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City adds ballot item and moves ahead on several others

By Deanna Ryan

On Monday July 18, 2022, the Swainsboro City Council met to discuss seven items in old business and fourteen items in new business.

In old business, the council discussed approving game room licenses for seven different Main Street convenient stores: Mini Mart, Emanuel Discount, Raco, ABC Food Mart, and T’s Place were included in these. Councilperson DJ Davis asked if the citizens who win the game receive cash value or store credit value? Owner of Mini Mart, Arvind Patel said winners could only get “lottery tickets or merchandise or gas.” Davis responded, “So they can’t come in and play the machines and ‘here’s two hundred dollars in cash’. They can’t do that?” “No cash,” the Patel said. Council approved (6-0) the game room license for the Mini Mart and six subsequent stores along Main Street.

The fourteen new items began with a quick word from local La Rosita owner, Julian Cortez Cruz, requesting consideration of an alcoholic beverage license for an advertisement. This motion was approved unanimously.

The second item was presented by the current president of East Georgia State College (EGSC), Dr. David L. Schecter, who showed up in his Miami Dolphins attire with his lucky gnome to address the council about the local ban on the sale of alcohol on Sundays. Dr. Schecter, a recent homeowner and former city council member of Ormond Beach, Florida, noticed, “There is no establishment here for law-abiding, legal-aged citizens and their guests to have a beer and, in my case, watch a Dolphins’ game” on Sundays. Councilman Stafford stated the item had been “put on the ballot here and voted down.” Dr. Schecter went on to say, “At this point what I’d ask is for the leadership to reconsider putting [this item] on the ballot for voters to decide.” His reasons as to why the item should be reintroduced: neighboring towns are getting more Swainsboro dollars for dining on Sunday because they are more inviting, many business chains will not open in a community with a ban on alcohol sales on Sunday because it cuts deeply into profits, and finally, local dining would greatly benefit from customers being able to drink a beer and watch games together on Sundays. He added a bit of irony at the end, “I can’t buy beer at Harvey’s or Walmart on Sunday… but I can go eleven miles from this spot right here on Sunday, drive over to Twin City, and I can buy whatever I need.” Councilman Stafford noted again that the item passed in Twin City, “but it didn’t here.” The EGSC president noted the football season was about to start again and that he didn’t “want to go to Dublin or Statesboro this year” and that “it would be awesome if” local baseball and football fans had a couple of places to go to in Swainsboro to have safe, law-abiding fun on a Sunday.” He finished by promising if the item were put back on the ballot that he would do everything he could to support it in the community. Mayor Bennett said to council, “We’re never going to get a chain up and running, Longhorn or places like them, because we don’t sell alcohol on Sunday. If we need to stay in the past, let’s stay in the past. If we’re going to go to the future, let’s go to the future.”Councilman Parker said, “If this city is going to grow, if this city is going to be a city that’s on the move.” Parker went on to motion for the item to be added to the upcoming ballot for the citizens to decide. The motion passed 4-2 with Sconyers and Stafford opposed. Dr. Schecter gathered his gnome, thanked the council and said, “Let me know how I can help.”

As the next item for new business, Pat Lincoln presented a petition from the residents on Harmon Road to have two speed bumps installed because of the ‘excessive speeds’ of those using the street as a short cut. She had the signatures from every resident on the street agreeing to the need for speed bumps as requested by Councilman Stafford. He noted this and made a motion to put the bumps down with Police Chief Ellison and Chris Morton, project manager at Clearwater Solution, making the decisions for their location.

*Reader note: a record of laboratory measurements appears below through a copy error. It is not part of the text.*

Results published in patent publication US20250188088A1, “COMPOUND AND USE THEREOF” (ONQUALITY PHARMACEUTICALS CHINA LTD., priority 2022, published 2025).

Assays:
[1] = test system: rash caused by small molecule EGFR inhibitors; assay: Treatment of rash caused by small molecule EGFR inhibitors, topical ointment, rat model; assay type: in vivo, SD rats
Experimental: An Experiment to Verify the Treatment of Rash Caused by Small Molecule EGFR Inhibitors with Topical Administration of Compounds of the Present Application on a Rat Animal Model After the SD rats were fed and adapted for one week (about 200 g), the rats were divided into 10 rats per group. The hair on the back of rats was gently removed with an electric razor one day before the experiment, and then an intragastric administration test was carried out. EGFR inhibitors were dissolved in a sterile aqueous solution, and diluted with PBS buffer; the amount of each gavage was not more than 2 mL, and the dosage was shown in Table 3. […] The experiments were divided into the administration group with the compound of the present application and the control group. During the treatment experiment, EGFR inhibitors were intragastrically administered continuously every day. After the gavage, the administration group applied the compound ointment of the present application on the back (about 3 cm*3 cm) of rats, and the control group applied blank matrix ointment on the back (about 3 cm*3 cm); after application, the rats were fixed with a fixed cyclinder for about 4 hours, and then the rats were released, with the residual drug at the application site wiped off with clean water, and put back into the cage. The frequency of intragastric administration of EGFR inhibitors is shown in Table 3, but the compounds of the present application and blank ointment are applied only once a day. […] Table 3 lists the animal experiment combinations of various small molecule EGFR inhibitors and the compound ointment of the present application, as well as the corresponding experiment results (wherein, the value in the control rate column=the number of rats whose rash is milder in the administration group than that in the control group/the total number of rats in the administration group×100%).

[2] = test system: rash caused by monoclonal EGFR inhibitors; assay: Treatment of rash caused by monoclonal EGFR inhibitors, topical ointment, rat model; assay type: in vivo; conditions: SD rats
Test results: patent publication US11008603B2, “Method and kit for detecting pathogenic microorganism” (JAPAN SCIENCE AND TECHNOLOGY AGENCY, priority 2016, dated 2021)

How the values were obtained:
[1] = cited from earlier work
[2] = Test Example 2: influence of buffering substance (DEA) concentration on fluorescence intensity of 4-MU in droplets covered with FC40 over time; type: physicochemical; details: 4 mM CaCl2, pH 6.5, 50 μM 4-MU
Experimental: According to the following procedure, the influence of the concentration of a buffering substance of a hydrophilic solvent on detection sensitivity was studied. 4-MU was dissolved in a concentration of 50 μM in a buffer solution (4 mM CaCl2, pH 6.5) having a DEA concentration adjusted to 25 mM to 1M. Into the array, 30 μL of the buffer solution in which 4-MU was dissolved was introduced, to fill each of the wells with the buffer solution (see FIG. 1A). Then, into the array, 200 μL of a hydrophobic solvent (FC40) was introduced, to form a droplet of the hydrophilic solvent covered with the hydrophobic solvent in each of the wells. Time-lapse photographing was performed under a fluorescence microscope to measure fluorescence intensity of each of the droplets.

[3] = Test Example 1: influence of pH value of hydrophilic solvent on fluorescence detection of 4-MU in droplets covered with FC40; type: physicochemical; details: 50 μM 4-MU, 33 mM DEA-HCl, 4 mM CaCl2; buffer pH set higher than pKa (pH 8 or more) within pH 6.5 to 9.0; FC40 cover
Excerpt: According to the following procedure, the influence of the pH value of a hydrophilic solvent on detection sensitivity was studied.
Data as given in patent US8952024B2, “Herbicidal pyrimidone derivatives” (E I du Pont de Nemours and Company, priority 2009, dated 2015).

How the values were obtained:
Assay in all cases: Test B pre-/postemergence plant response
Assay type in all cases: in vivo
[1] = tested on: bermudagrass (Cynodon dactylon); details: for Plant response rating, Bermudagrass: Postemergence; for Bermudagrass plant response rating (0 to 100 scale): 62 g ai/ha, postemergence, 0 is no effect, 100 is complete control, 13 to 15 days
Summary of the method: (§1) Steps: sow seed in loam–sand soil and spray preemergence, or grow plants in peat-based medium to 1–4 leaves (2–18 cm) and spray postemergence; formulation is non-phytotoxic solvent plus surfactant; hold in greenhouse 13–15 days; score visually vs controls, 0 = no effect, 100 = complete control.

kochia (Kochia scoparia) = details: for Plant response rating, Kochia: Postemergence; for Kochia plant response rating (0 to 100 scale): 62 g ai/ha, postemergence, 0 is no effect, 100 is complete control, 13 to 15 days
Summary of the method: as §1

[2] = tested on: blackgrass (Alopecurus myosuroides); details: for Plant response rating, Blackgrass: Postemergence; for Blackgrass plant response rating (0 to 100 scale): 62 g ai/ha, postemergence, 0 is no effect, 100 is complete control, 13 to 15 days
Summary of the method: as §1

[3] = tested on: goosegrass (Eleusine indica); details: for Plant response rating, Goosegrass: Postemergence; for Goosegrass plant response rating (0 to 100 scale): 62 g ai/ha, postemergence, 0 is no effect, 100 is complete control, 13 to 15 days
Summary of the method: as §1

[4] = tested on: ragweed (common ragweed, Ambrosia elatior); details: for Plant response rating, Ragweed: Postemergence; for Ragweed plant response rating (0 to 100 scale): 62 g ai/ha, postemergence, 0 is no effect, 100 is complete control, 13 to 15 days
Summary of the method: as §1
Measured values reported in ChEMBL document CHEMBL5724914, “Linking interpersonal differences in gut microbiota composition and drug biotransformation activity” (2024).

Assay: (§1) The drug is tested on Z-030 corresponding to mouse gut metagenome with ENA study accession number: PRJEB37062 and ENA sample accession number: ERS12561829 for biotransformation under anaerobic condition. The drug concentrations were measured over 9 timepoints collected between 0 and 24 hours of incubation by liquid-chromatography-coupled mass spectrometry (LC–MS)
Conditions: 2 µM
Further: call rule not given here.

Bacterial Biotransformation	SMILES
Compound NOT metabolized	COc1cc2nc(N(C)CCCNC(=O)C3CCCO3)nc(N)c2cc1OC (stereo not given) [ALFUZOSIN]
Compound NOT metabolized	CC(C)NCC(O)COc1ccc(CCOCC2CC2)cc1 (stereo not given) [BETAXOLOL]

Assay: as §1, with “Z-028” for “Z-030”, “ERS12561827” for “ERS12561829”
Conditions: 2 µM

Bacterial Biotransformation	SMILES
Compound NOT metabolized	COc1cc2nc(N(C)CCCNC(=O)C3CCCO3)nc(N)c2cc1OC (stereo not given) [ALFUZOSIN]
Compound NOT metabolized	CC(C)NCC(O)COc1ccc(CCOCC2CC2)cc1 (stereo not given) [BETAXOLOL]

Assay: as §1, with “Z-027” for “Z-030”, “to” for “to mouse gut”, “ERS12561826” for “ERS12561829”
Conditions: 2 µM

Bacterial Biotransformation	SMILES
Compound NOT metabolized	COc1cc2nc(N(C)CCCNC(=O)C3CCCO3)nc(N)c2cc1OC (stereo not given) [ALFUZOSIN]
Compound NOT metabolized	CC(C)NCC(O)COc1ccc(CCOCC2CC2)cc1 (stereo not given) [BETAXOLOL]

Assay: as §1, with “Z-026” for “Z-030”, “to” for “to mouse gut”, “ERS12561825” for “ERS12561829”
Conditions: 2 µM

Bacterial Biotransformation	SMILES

Swainsboro Fire Department Chief Strowbridge sought approval from the council for the purchase of annually budgeted firefighter uniforms. The total cost was $9,013. Councilman Davis asked for clarification on the varying figures listed in the budget. Chief Strowbridge explained that anyone with the fire department for over a year has an allotment of $400, no more. Each firefighter has different needs and new hires need more. Chief Strowbridge also requested approval for the hiring of Faith Jones. Both items were unanimously approved.

Chris Morton project manager of Clearwater Solutions presented four items to the council. The first was a quote from Wilson Electric Company for $10,000 for the repairs of two aerators at the wastewater treatment plant. The second was a quote for two replacement pumps for the lift station totaling $34,000 that come with an 18 month total warranty. Both were approved unanimously. The third item addressing the grinding and removal of the natural debris piles and routine grinding and removal of the piles in the inert landfill, took a bit longer to address. Morton stated the previous piles were ground and removed, but there were still two piles and unfortunately one pile caught on fire and the (Environmental Protection Division) EPD came in. The fire was the result of dry heat, humidity, density, height and the age of the pile. When these conditions are met, decomposition causes the pile to spontaneously ignite. “It’s never a good thing when you have to call the EPD and say we have a boo-boo.” The EPD, however, was very pleased with how the problem was handled. “They came out and paid us a visit and said we were doing a good job and resolved the issue without fines and without violations at all,” but they did question the grinding schedule. As a general rule, leaf piled in inert land pits are to be removed every 90 days. That means, if you bring in a pile in January, by April that pile should be gone and accounted for. “We have one last old pile and the bid is $35,000.” The pile costs so much money because it’s very old and in bad shape. The older the pile, the more difficult they are to remove and the fewer materials removal companies can actually use. And the older the pile, the greater the chance for internal combustion. Councilman Parker asked where the $35,000 would come from. Morton noted if the city was fined for not removing the pile, the cost would be $75,000. He also mentioned that once the old pile is removed, there’s a need for a future maintenance program which is $23 a ton, based on the minimum billing of a thousand tons. “So you are looking at $23,000 every 6 months or so,” said Morton, “which is the frequent flyer rate.” Mayor Bennett requested to focus on approval of removing the last major pile and address approving maintenance costs in four to five months. The council agreed unanimously.